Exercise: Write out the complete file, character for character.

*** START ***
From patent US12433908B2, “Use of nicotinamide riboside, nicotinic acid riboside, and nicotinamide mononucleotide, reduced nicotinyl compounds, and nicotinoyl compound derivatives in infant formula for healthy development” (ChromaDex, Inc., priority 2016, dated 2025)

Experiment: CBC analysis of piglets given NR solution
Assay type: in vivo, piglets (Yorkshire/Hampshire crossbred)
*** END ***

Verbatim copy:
From patent US12433908B2, “Use of nicotinamide riboside, nicotinic acid riboside, and nicotinamide mononucleotide, reduced nicotinyl compounds, and nicotinoyl compound derivatives in infant formula for healthy development” (ChromaDex, Inc., priority 2016, dated 2025)

Experiment: CBC analysis of piglets given NR solution
Assay type: in vivo, piglets (Yorkshire/Hampshire crossbred)